“I’ve heard everything but shrimp with two heads,” said Jerald Horst, a marine biologist retired from LSU AgCenter who writes books about the Gulf. “I listen respectfully. Reports can be useful but are not proof in themselves of cause and effect.”

Even if oil were pinpointed as the cause, it could be difficult to definitively tie the problem to the BP spill. The Gulf is strewn with wells, pipelines, natural oil leaks from the seafloor, and pollution from passing ships. And muddy, contaminant-laden water flows constantly into the Gulf from the Mississippi River.

Still, the more scientists look – thanks to millions of dollars in research money, much of it coming from a fund set up by BP for independent research – the more they’re finding that may be off-kilter.

For example, last year scientists with the University of Louisiana at Lafayette took cruises in search of crabs, lobsters and seaweed they had been studying in the waters not far from the BP well. They found a surprising lack of diversity.

There saw less seaweed and fewer crabs, lobsters and other forms of life. Also, crustaceans they pulled up had lesions, lost appendages and black gunk on their gills, said Darryl Felder, a biologist at ULL. He said the black coating may be associated with the large amounts of drilling mud used to try to plug the leaking well.

In Barataria Bay, which was hit hard by the spill, scientists say they found dolphins that were anemic and showing signs of liver and lung disease. Those problems have not been linked to the spill. But in the same bay, scientists say they have linked oil contamination to genetic changes in bait fish known as killifish.

Near the BP well, scientists have found a dying community of deep-sea coral. The scientists recently published findings linking its demise to oil that was chemically fingerprinted as having come from the BP well.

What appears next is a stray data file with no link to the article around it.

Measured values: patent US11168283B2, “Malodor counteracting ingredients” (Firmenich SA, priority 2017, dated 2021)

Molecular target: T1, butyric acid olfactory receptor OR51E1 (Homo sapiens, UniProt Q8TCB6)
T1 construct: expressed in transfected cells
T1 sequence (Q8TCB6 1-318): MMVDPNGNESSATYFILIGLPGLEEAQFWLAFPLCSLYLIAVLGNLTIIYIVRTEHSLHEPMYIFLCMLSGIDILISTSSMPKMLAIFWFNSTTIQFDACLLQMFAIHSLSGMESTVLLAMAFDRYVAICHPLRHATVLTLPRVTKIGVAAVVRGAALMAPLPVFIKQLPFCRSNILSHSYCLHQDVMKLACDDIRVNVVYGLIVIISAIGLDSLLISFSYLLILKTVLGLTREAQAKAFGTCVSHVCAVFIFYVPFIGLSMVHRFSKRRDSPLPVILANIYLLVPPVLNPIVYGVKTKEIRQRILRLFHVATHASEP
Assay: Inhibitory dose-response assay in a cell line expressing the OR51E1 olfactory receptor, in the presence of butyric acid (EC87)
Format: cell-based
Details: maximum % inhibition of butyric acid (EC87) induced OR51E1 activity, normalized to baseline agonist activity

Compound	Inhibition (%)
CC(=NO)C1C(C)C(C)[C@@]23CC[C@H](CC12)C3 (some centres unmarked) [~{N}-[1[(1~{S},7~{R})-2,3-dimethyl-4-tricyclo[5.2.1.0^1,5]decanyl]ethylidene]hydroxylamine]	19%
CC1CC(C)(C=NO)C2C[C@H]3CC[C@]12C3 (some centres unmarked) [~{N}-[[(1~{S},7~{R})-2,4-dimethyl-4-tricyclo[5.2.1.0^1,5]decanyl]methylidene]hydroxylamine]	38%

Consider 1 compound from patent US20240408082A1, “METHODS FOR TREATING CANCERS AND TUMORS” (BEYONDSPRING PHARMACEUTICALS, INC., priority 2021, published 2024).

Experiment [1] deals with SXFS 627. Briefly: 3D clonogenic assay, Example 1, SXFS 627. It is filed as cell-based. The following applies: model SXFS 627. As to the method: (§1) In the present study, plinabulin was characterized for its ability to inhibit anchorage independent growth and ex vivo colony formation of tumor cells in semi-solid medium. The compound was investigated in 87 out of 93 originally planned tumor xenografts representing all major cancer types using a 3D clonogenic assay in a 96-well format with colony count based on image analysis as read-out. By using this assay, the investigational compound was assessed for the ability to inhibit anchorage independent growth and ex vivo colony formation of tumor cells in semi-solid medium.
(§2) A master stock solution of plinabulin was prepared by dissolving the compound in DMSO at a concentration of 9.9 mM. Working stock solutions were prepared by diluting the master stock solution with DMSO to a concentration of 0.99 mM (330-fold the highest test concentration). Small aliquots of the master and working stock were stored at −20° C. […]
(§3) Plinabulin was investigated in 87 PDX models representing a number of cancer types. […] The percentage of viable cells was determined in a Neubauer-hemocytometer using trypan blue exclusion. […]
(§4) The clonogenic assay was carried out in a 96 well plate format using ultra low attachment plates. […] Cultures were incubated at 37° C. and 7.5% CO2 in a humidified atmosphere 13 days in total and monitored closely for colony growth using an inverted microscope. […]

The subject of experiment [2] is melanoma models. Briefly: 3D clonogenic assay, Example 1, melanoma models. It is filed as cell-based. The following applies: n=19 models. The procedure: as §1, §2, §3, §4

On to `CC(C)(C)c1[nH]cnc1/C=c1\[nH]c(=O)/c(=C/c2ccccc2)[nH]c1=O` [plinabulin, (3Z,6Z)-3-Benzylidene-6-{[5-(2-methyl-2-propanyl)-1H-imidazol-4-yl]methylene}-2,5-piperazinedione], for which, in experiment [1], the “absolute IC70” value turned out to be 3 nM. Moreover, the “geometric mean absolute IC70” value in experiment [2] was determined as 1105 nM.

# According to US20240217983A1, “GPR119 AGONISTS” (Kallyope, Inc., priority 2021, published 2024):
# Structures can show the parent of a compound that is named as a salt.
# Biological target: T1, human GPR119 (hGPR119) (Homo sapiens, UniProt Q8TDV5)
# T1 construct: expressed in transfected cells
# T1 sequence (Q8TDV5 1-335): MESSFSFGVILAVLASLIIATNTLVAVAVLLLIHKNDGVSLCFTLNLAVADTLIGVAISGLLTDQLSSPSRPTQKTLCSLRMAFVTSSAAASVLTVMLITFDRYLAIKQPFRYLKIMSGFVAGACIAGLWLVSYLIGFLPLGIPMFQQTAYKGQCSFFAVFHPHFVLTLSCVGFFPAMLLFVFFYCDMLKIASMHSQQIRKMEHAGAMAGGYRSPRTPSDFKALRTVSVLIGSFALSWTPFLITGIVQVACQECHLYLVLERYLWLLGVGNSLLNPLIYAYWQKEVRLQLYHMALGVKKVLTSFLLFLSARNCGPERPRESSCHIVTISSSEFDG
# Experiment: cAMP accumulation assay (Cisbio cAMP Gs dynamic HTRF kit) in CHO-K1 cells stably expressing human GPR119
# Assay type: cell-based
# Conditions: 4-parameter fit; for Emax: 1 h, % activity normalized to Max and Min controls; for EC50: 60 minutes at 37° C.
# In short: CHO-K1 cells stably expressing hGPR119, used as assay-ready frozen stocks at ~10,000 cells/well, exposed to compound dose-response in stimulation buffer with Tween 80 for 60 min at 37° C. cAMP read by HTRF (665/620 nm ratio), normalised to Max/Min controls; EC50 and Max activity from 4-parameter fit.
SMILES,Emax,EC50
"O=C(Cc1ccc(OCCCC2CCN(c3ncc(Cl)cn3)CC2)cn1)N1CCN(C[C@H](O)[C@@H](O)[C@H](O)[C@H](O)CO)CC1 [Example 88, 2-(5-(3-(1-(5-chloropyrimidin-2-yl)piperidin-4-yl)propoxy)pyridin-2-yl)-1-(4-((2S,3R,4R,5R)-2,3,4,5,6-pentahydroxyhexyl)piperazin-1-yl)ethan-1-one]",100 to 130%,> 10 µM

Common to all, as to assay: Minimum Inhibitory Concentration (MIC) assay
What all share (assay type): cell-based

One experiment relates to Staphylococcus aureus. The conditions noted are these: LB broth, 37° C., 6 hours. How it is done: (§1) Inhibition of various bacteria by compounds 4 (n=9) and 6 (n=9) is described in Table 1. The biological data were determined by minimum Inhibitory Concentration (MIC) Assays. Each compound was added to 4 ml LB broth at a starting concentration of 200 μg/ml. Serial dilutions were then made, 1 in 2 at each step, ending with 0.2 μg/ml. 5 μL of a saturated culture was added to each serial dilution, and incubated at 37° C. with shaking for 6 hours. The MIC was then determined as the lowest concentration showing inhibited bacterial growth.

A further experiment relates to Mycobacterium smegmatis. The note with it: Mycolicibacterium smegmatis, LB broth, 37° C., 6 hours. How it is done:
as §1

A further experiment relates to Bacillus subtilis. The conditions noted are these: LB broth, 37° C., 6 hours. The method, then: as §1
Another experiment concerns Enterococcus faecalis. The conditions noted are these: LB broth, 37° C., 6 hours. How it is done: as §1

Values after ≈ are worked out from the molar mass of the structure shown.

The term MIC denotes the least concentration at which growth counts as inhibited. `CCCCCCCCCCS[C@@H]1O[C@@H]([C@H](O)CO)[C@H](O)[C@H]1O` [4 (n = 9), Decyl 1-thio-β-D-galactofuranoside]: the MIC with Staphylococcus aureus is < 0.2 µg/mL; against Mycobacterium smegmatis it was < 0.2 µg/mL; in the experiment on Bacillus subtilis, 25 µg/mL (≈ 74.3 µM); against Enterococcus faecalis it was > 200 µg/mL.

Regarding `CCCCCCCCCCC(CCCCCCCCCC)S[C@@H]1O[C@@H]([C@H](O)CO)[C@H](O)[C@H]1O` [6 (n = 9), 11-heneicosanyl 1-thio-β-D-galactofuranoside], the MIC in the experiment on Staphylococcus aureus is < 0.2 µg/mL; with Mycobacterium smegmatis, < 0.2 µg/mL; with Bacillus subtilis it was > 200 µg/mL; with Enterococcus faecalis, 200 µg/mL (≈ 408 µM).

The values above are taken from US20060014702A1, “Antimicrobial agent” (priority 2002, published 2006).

Last year, the National Oceanic and Atmospheric Administration advised fishermen to throw suspicious-looking fish back, and fishermen say they have been doing that. At the same time, the Food and Drug Administration and state agencies say they have tested Gulf seafood extensively and found no problems, and researchers agree there is little cause for concern.

“It’s not a people issue, and people should not be concerned about fish entering the market,” Murawski said.

For the second year, fishermen like Wayne Werner, who catches red snapper commercially, are calling in with reports of lesions. He and others said they want to get to the bottom of the problem, which is forcing them to take longer trips to fishing spots outside the spill zone and making them fear for their livelihoods.

“Every time we talked about bad fish, everybody kind of went nuts on us. Just like, ‘You’re hearsaying,’ you know? And we’re saying, ‘Well, they’re there,'” the Louisiana boat captain said this week. “They’re still there. Now that the water is getting warm again, we’re starting to see more and more again.”

 

 

Soft shell crab: Get it while you can at Port Royal festival

Crawling around the mud banks just below the water along the edge of Jarvis Creek in Hilton Head Island while kayaking or canoeing, you may see Blue Crab. While you kayak in Jarvis Creek on Hilton Head, you may notice floating markers which may go to someone’s crab traps. Many enjoy eating Blue Crab in various forms, but one way some enjoy them is during the molting stage. This is when the blue crab losses its shell (becoming a soft shell crab) in order to grow larger since they are exoskeleton. Also during this time, is the only time they are able to mate is when the female is a soft shell crab. The male will help feed and defend her during this time until her new hard shell develops and they separate ways.